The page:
Goodbye, Edie Windsor. Thank you for never giving up | Steven W Thrasher

The Guardian Opinions 9 months ago

Edith “Edie” Windsor, the lesbian widow who vanquished the anti-gay Defense of Marriage Act, has died at the age of 88. She packed more into her last decade of life than many people do in a lifetime.

In 2010, she fought back when she got a $363,000 tax bill after her wife died – a bill she wouldn’t have received had she been married to a man. She pressed on even after the big gay rights organizations told her it was too soon to demand full marriage equality. I admire these incredible achievements. I also admire her personality: she was a wickedly funny, sharp-tongued interviewee every time I interviewed her over the years.

When she won her first victory in federal district court, Edie vowed to take her case all the way to the supreme court. The Obama administration had decided to no longer defend the Defense of Marriage Act, but, in a rare move, House Speaker John Boehner decided to defend it in his stead.

I asked Edie at a press conference what she’d say to Boehner, a Republican who hated almost every tax he ever saw, but who was willing to spend millions in legal fees to hold on to the $363,000 he’d taken from an octogenarian widow.

“I think I’d rather not talk to him,” she said with her characteristic wit, making a room full of reporters explode in laughter.

Later, when I asked her one-on-one how she felt experiencing this history without her late wife, Thea Spyer, she answered: “It hurts a lot. I’m glad that I ever had the courage to sue the government … I’ve lived through some terrible pain. Do I still love her? Yes. My house is full of pictures of her, including a couple full size. What happened is, the combination of the film, and the suit, kind of gave me a reason to live after she died.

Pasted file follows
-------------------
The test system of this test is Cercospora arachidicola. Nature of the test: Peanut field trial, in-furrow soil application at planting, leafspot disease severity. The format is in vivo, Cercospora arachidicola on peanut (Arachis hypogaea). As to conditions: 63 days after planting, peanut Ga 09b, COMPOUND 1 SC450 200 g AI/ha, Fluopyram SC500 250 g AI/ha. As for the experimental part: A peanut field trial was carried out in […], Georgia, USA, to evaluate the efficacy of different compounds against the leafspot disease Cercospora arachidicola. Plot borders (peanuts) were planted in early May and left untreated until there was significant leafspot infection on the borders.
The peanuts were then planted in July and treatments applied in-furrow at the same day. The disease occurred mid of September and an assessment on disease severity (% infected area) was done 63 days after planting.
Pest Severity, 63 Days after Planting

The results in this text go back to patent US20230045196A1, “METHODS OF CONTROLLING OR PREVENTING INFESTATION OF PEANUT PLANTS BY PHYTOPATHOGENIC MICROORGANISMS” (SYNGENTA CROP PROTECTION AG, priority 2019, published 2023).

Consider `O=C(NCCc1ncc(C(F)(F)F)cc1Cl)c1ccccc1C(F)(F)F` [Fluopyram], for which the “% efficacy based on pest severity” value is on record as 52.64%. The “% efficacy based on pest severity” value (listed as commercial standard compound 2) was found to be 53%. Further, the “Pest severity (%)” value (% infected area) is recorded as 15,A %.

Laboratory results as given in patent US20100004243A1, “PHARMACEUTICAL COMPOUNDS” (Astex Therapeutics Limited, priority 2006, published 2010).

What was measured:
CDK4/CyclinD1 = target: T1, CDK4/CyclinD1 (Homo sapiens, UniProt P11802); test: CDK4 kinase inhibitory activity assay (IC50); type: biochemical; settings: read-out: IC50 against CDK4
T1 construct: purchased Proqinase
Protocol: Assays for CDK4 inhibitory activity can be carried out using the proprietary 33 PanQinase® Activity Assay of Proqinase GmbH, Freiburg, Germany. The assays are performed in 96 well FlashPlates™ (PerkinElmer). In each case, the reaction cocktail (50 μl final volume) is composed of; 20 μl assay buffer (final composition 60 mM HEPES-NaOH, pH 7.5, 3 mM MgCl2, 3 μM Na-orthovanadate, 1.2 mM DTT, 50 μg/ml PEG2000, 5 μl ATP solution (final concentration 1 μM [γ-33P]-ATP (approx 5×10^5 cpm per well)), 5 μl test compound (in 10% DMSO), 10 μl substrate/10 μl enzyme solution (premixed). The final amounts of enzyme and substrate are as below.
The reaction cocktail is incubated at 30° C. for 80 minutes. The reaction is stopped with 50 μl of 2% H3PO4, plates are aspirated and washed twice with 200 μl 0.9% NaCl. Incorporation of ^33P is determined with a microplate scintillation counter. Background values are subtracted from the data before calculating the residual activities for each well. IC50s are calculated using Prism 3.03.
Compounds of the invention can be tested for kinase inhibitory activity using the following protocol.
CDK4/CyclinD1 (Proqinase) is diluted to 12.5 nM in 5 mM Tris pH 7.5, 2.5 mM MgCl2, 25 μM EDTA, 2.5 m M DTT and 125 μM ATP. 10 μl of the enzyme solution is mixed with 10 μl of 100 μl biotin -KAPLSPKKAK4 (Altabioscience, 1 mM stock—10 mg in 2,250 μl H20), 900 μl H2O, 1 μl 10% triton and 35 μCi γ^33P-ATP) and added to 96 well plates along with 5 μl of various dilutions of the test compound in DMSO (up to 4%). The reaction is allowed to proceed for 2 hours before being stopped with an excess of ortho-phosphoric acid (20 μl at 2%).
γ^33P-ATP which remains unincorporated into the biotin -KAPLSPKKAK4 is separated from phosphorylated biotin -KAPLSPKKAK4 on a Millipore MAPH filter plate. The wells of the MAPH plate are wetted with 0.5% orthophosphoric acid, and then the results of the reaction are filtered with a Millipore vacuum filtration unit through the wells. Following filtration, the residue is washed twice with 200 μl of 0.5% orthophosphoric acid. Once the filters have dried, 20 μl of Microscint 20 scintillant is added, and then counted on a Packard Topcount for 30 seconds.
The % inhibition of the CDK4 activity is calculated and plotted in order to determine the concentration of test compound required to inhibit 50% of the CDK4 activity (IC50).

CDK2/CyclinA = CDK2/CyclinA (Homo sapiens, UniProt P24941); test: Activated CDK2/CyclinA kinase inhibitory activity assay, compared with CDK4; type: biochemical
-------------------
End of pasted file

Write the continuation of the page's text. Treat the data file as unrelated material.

“Because I’m an old lady! I am going to be 83 this month. And we had a nice life, and it was enough, and that was kind of my feeling before the film, and then before the suit. My purpose now is this, and I’ve kind of fallen in love with the whole gay community, no question. So I want everybody to profit from this.”

The next time I interviewed Edie was when her case was before the second circuit court of appeals. At that point, she wondered if she was going to live long enough to see her case resolved.

But live she did! In late June of 2013, the supreme court ruled in her favor in Windsor v the United States – returning her $363,000 (with interest) and widely expanding the scope of same-sex marriage equality. Perhaps that was when Edie gave me her greatest answer, when I asked: “Ms Windsor, you can probably answer this better than anyone in America right now. What is love?”

“Love is a million things,” she said, after a long pause on global TV without nothing but the sound of camera shutters clicking. “What was love with me and Thea? It started with tremendous respect for each other, and two mantras. Mine was ‘Don’t postpone joy,’ and Thea’s was, ‘Keep it hot!’”

Again, she reduced a room full of reporters to laughter, adding: “Of course, love is much more than that … It’s like the word marriage – it’s magical. It’s hard.” She then proceeded, from memory, to recite “a hunk of a poem by Auden” that described love to her: “‘For now I have the answer from the face / That never will go back into a book / But asks for all my life, and is the place / Where all I touch is moved to an embrace / And there is no such thing as a vain look.’”

Edie didn’t give up after her victory. She was a fixture at marches and events for homeless LGBT kids, lesbian rights and violence against queer people. She fell in love and married again a year ago. She was a model of what it means to be an engaged citizen. What a life. Thank you, Edie.

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